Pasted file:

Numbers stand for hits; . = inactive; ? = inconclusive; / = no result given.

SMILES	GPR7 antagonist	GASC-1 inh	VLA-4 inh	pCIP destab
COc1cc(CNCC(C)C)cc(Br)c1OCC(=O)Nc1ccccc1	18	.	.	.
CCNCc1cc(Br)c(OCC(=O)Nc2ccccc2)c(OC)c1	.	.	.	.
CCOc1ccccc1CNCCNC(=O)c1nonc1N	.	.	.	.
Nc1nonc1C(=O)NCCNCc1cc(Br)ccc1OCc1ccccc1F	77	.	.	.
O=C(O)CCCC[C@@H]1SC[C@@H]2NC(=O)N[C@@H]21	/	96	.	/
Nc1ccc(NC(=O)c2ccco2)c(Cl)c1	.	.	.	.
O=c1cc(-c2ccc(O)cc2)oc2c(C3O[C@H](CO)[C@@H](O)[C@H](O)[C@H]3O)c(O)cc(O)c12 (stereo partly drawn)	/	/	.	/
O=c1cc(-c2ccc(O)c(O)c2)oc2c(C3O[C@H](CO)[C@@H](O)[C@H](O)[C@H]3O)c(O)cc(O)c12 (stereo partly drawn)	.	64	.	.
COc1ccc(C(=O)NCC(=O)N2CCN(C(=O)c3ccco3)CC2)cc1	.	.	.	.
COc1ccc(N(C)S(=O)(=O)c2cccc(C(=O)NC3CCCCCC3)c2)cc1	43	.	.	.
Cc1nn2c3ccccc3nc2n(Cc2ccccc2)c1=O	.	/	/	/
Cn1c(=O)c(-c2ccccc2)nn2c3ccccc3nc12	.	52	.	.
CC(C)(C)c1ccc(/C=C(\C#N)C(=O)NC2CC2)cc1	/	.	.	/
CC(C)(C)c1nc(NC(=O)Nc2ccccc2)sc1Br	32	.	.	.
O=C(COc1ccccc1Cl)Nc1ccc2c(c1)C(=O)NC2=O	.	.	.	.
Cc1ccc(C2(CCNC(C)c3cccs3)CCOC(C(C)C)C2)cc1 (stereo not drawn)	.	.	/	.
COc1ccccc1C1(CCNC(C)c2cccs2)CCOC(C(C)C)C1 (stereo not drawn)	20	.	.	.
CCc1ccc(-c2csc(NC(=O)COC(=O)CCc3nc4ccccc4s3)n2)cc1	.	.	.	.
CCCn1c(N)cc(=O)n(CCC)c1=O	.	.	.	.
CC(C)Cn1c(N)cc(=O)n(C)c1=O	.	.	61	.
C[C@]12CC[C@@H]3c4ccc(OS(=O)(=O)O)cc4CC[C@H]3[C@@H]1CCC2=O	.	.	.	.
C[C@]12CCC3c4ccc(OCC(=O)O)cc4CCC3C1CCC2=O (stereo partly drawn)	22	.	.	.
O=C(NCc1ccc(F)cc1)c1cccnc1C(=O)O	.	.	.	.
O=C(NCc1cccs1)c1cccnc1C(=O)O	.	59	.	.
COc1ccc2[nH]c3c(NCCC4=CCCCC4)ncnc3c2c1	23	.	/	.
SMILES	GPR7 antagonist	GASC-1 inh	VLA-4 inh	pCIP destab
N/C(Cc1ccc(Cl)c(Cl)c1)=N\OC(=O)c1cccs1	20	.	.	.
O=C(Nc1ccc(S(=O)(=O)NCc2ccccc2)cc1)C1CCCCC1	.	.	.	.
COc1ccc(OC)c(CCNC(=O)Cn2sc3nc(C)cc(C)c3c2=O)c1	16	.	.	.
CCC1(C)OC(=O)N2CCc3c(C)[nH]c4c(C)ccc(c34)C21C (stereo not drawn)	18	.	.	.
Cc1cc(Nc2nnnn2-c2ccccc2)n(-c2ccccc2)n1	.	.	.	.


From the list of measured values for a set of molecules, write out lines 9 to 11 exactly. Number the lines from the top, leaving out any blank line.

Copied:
O=c1cc(-c2ccc(O)cc2)oc2c(C3O[C@H](CO)[C@@H](O)[C@H](O)[C@H]3O)c(O)cc(O)c12 (stereo partly drawn)	/	/	.	/
O=c1cc(-c2ccc(O)c(O)c2)oc2c(C3O[C@H](CO)[C@@H](O)[C@H](O)[C@H]3O)c(O)cc(O)c12 (stereo partly drawn)	.	64	.	.
COc1ccc(C(=O)NCC(=O)N2CCN(C(=O)c3ccco3)CC2)cc1	.	.	.	.